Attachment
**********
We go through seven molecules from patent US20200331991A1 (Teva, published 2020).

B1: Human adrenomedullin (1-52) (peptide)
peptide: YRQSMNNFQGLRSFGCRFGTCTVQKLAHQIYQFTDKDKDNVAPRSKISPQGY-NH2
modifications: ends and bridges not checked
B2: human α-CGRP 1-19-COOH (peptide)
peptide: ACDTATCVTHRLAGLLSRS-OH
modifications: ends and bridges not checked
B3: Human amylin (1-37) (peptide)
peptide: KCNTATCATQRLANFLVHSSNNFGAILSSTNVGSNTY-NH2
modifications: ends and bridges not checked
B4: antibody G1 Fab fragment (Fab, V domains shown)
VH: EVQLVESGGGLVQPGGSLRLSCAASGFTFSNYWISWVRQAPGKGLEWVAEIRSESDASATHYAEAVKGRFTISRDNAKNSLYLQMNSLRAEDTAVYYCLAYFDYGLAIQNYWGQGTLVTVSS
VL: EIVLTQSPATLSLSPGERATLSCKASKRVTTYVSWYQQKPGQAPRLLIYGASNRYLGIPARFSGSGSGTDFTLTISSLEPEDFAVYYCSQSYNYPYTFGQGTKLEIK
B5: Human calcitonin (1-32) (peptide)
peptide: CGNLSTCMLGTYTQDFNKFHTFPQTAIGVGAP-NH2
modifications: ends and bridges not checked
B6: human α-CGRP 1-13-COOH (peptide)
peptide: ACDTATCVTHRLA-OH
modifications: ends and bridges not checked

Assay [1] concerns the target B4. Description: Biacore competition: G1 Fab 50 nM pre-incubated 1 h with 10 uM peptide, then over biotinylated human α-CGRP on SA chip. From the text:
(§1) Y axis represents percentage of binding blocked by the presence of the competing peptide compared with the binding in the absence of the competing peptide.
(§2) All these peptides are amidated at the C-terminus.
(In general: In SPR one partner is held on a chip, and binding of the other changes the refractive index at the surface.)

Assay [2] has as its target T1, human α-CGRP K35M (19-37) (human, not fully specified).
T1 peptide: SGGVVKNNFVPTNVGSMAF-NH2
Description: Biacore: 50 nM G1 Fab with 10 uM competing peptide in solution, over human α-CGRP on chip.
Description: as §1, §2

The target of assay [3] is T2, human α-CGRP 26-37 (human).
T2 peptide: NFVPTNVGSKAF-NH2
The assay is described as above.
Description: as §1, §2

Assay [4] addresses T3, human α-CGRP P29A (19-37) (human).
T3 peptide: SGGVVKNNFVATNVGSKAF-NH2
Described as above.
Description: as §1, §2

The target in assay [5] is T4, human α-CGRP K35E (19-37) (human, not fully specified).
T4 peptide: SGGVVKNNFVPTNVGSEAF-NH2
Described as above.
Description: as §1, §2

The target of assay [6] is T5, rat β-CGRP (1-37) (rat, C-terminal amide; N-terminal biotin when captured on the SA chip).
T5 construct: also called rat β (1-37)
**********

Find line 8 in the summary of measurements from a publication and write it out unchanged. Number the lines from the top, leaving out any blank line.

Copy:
B3: Human amylin (1-37) (peptide)